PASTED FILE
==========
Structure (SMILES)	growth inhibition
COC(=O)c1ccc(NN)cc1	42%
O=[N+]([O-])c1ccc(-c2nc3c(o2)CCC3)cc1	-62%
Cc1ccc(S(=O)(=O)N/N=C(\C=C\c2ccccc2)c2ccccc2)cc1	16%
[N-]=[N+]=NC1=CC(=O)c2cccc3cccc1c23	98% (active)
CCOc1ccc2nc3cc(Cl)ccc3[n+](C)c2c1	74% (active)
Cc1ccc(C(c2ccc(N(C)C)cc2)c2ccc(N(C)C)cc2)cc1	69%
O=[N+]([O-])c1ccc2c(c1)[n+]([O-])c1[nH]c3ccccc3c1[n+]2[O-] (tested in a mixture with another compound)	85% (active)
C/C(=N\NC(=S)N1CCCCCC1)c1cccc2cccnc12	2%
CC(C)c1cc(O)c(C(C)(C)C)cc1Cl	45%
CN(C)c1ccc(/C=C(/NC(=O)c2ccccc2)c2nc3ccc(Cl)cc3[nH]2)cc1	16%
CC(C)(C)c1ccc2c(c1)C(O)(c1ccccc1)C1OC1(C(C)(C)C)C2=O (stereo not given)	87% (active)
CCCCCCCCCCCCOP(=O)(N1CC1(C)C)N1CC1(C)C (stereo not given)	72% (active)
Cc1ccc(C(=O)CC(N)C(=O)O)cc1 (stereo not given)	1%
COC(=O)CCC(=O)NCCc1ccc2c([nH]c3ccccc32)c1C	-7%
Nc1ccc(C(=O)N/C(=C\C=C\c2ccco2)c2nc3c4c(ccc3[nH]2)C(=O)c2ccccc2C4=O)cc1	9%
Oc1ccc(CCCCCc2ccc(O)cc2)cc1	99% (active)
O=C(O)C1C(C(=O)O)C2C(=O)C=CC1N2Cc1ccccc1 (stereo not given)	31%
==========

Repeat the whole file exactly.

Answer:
Structure (SMILES)	growth inhibition
COC(=O)c1ccc(NN)cc1	42%
O=[N+]([O-])c1ccc(-c2nc3c(o2)CCC3)cc1	-62%
Cc1ccc(S(=O)(=O)N/N=C(\C=C\c2ccccc2)c2ccccc2)cc1	16%
[N-]=[N+]=NC1=CC(=O)c2cccc3cccc1c23	98% (active)
CCOc1ccc2nc3cc(Cl)ccc3[n+](C)c2c1	74% (active)
Cc1ccc(C(c2ccc(N(C)C)cc2)c2ccc(N(C)C)cc2)cc1	69%
O=[N+]([O-])c1ccc2c(c1)[n+]([O-])c1[nH]c3ccccc3c1[n+]2[O-] (tested in a mixture with another compound)	85% (active)
C/C(=N\NC(=S)N1CCCCCC1)c1cccc2cccnc12	2%
CC(C)c1cc(O)c(C(C)(C)C)cc1Cl	45%
CN(C)c1ccc(/C=C(/NC(=O)c2ccccc2)c2nc3ccc(Cl)cc3[nH]2)cc1	16%
CC(C)(C)c1ccc2c(c1)C(O)(c1ccccc1)C1OC1(C(C)(C)C)C2=O (stereo not given)	87% (active)
CCCCCCCCCCCCOP(=O)(N1CC1(C)C)N1CC1(C)C (stereo not given)	72% (active)
Cc1ccc(C(=O)CC(N)C(=O)O)cc1 (stereo not given)	1%
COC(=O)CCC(=O)NCCc1ccc2c([nH]c3ccccc32)c1C	-7%
Nc1ccc(C(=O)N/C(=C\C=C\c2ccco2)c2nc3c4c(ccc3[nH]2)C(=O)c2ccccc2C4=O)cc1	9%
Oc1ccc(CCCCCc2ccc(O)cc2)cc1	99% (active)
O=C(O)C1C(C(=O)O)C2C(=O)C=CC1N2Cc1ccccc1 (stereo not given)	31%